Content Marketing: Matching the Message and the Brand - Studio One

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"Nothing kills a bad product faster than good advertising. Everyone tries the thing and never buys it again." – Bill Bernbach

Advertising legend Bill Bernbach said it numerous times, in numerous ways: don't rely on your marketing communications – advertising, in whatever form - to make a bad product good. It will only call unwanted attention to its defects.

This point was made again recently by Steve Olenski in In an article entitled "Content Marketing's Dirty Little Secret" he suggested that marketers too often jump on the Content Marketing bandwagon, expecting it to improve sales, without first making sure the product meets consumers' needs. The tendency is then to blame Content Marketing for the lack of success, rather than focusing on the product itself. He concludes:

Much like social media and any and all marketing "tools" that come along – content marketing is not a magic elixir. It will not cure all that ails you.

And it will surely not cover up the fact that your company, product, service or ware is simply not very good.

As Olenski himself suggests, the problem is not limited to content marketing, or social media – it arises in all cases in which marketing communications is asked to do a job for which it is unsuited – make a "bad" product "good".

This is, of course, overly simplistic. "Bad" products – meaning ones which do not meet consumer needs or desires – don't tend to last long in the marketplace, no matter how good their communication [some software monopolies perhaps excepted]. On the other hand, there are probably plenty of "good" products which may not be optimizing their marketing communications. Perhaps they are giving the wrong message, or telling the right one to the wrong people, or simply not emphasizing the product benefits that are most important to their customers.

In these situations a well-executed marketing communications program – be it traditional advertising, publicity campaigns, or newer forms including social media and online Content Marketing – can have a significant effect. Otherwise, sophisticated marketers would not be spending billions of dollars annually on them.

What can marketing communications properly be asked to do? The obvious list includes raising awareness, improving attitudes, promoting key product benefits, etc. But communication can be used in creative ways, especially by getting consumers to think differently about a product – without changing its attributes. For instance:

- Brand Repositioning – Sometimes a brand can be completely repositioned, not by changing the product itself, but via marketing communications (including advertising, packaging, and all elements of the marketing mix) to appeal to an entirely new audience.

o A famous example was the repositioning of Marlboro cigarettes from a woman's brand ("filter, flavor, flip-top box") to a manly product for rugged outdoorsmen (the Marlboro Man, complete with manly,exciting soundtrack from The Magnificent Seven) – without changing the product itself.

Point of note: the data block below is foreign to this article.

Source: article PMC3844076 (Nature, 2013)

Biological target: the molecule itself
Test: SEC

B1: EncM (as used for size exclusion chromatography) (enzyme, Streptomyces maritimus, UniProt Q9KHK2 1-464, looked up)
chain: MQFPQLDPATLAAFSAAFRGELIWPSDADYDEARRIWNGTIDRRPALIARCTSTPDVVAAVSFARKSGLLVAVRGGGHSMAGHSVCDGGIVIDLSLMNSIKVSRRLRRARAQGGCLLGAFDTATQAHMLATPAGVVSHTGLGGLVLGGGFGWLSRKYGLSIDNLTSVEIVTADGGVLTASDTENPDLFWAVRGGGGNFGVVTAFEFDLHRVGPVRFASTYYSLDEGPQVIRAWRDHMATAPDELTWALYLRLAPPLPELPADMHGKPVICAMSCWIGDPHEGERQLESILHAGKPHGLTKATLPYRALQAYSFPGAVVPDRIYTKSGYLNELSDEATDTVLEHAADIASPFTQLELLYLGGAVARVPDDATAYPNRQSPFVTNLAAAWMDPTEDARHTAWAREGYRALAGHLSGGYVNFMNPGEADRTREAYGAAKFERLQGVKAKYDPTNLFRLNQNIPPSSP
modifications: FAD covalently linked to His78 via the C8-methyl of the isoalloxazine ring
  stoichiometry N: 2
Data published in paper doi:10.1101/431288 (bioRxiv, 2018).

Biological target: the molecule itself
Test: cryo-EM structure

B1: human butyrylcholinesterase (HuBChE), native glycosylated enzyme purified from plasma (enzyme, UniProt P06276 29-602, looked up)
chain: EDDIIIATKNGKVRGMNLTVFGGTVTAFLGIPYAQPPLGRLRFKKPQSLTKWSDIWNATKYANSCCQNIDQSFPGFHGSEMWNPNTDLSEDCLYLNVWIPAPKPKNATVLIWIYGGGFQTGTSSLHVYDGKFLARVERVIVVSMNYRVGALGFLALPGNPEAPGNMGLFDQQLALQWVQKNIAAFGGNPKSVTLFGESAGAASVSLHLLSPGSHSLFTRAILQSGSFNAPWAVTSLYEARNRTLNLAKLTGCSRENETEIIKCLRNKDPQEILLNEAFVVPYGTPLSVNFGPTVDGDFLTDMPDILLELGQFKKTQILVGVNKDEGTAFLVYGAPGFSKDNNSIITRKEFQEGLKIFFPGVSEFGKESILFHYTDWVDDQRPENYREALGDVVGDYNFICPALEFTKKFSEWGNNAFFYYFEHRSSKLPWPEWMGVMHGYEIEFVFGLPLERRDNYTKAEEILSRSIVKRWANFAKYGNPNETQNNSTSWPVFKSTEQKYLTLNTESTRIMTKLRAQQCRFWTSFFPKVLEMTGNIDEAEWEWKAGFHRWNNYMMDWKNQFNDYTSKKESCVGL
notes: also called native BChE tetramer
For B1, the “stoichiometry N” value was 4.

- Promoting additional usage – communicating additional attributes of a product beyond its primary ones

o For example, Arm & Hammer baking soda effectively increased sales by promoting its use in many situations beyond cooking, including removing refrigerator odors, and use as a toothpaste

- Liking the message/liking the brand –sometimes an entertaining or useful marketing message which consumers enjoy/appreciate can get them to extend their positive feelings to the brand itself.

o Dove's "Real Beauty" campaign helped a long-standing brand break out by shattering unrealistic stereotypes of beauty and connecting with millions of women on an emotional level

In other words, communications can increase sales by getting consumers to think about products differently – not because the product was "bad" to begin with, but because they may not have been thinking about it correctly.

Content Marketing can be especially helpful in this regard. Provided it is engaging enough, it's a format that can allow for extensive, in-depth presentation of product attributes. And in its online form, it's embedded in a communications technology that tends to be seen as (because it's used by) younger and hipper consumers than older media.

It will never make a "bad" product "good". But effective communication – including Content Marketing - can make the right people see how good it is for them. Which can make a "good" product "better".

Studio One is leading the content revolution by helping brands and publishers tell the right story, in the right way, to the right people. The company develops custom content marketing programs targeted to consumer audiences, helping build brand equity and boost sales. By identifying targeted head, mid- and long-tail sites -- audiences engage with the content in places that they naturally visit online. The model has helped Studio One build long-standing relationships with leading brands, like Procter & Gamble, Intel and Kellogg's.

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